Description of Article:
Willis begins his article by questioning the institutions of art and what it stands for. Willis proposes that art is not merely a collection of artifacts that we peruse on occasion but something that we engage in everyday by using symbolic creativity. Willis points to how young people engage in symbolic creativity in a multitude of ways because they are shut out of the world of “high culture” art. Willis points out that “symbolic creativity is not only part of everyday activity, but also a necessary part” (207).
Willis defines the many manifestations of “symbolic creativity” can take and how it can be an individual act or a collective effort. Willis then explains what is produced and gained by symbolic creativity. He also explains why “symbolic creativity” should be considered a grounded aesthetic because it raises and creates the culture around it. Willis concludes by saying that a culture should not be defined by art in the form of artifacts but by pure activity and imagination.
Commercial Cultural Commodities
Comments and Questions:
Willis starts his article by calling for a reform in what we should consider art. He states that art and creativity should be examined for what cultural significance it carries for the whole of humanity. Willis states his goal “is to uncover, explore, and present symbolic creativity in everyday life” (207). Willis believes that not only is symbolic creativity present in our everyday lives but that it is a necessary part. It is after this part that my support wavers especially when he says symbolic creativity is “essential to ensure the daily production and reproduction of human existence” (207). While I do believe that symbolic creativity is present in our everyday lives I don’t think human existence would end without it although it would be very dull. Willis discusses that it is through “symbolic work” we produce meanings and learn to communicate to our eternal essence and to the collective group as well.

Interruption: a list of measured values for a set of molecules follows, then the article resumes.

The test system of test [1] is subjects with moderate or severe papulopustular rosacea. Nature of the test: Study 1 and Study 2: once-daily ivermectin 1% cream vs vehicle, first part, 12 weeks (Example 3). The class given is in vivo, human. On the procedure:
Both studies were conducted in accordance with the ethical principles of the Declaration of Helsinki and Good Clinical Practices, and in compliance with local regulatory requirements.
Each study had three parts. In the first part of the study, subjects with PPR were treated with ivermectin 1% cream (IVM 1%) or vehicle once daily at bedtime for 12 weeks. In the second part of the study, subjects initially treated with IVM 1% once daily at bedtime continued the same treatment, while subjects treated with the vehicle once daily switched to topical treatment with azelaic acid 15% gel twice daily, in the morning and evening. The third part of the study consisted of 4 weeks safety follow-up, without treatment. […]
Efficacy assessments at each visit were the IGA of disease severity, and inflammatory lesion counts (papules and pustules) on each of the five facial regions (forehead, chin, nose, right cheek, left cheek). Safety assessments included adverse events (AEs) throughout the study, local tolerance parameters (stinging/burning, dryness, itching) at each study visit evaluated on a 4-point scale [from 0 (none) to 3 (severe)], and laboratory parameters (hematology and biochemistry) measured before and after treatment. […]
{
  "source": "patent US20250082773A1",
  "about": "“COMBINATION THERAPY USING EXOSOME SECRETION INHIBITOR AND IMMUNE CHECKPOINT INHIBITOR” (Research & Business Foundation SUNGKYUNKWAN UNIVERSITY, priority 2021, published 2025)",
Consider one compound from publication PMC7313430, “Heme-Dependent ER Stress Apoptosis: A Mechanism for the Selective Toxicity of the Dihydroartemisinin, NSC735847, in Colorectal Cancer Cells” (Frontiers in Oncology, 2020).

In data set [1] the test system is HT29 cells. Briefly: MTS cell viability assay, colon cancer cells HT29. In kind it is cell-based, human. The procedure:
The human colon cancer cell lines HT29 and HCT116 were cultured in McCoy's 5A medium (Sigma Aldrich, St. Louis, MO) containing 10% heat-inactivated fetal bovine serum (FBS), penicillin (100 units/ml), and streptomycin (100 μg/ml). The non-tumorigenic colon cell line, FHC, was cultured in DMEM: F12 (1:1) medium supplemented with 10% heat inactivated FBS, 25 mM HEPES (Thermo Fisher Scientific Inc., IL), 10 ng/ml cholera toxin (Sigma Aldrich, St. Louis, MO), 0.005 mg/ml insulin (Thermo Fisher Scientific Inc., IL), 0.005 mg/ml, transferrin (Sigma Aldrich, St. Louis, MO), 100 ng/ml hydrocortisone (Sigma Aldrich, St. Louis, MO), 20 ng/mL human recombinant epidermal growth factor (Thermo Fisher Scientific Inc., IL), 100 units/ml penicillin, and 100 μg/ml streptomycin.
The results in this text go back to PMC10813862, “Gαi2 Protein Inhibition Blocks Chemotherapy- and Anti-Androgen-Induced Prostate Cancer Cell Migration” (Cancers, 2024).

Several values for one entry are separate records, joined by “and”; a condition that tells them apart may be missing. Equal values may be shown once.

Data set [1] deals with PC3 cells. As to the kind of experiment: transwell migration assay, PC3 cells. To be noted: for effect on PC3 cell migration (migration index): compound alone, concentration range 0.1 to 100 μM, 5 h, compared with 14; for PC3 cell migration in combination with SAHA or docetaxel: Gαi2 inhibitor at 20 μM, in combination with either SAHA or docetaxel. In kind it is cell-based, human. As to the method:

The following section is where Willis really excels at defining what “necessary symbolic work” entails and what is produced from these endeavors. Willis explains that it is through the practice of language and our capacity to control it that we find “interaction and solidarity with others” (208). We realize our impact on ourselves and others by engaging in symbolic creativity. The second point he makes is that through our active bodies we produce symbolic resources such as singing and feeling. Willis points out that when we engage in “drama as practice” we are able to communicate to others through performing roles and rituals. Such examples of this principle are dancing, story-telling, and making jokes. His forth point is on symbolic creativity itself. By engaging in symbolic creativity we produce new meanings that are “attracted to feeling, to energy, to excitement, and psychic movement” (208). Willis encourages us to see these actions as “realities rather than as potentials” (208). This is an interesting idea and contributes to the idea that while these activities don’t create artifacts they create the reality of our everyday lives. Being human “the human-be-ing-ness means to be creative in the sense of remaking the world for ourselves as we make and find our own place and identity “(208). This statement summarizes why he thinks symbolic creativity is so important and why it should be recognized by the whole institution of art.